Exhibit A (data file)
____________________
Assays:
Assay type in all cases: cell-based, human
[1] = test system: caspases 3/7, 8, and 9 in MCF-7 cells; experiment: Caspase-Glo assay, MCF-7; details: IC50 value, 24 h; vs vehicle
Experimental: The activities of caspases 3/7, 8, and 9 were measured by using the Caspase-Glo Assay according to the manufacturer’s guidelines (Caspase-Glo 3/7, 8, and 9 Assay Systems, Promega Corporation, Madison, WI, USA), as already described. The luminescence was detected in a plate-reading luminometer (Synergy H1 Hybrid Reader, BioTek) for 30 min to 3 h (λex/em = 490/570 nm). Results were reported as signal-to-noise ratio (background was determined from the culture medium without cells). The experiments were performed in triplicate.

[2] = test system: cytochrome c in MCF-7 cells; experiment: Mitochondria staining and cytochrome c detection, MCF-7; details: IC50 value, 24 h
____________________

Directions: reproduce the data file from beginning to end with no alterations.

Assays:
Assay type in all cases: cell-based, human
[1] = test system: caspases 3/7, 8, and 9 in MCF-7 cells; experiment: Caspase-Glo assay, MCF-7; details: IC50 value, 24 h; vs vehicle
Experimental: The activities of caspases 3/7, 8, and 9 were measured by using the Caspase-Glo Assay according to the manufacturer’s guidelines (Caspase-Glo 3/7, 8, and 9 Assay Systems, Promega Corporation, Madison, WI, USA), as already described. The luminescence was detected in a plate-reading luminometer (Synergy H1 Hybrid Reader, BioTek) for 30 min to 3 h (λex/em = 490/570 nm). Results were reported as signal-to-noise ratio (background was determined from the culture medium without cells). The experiments were performed in triplicate.

[2] = test system: cytochrome c in MCF-7 cells; experiment: Mitochondria staining and cytochrome c detection, MCF-7; details: IC50 value, 24 h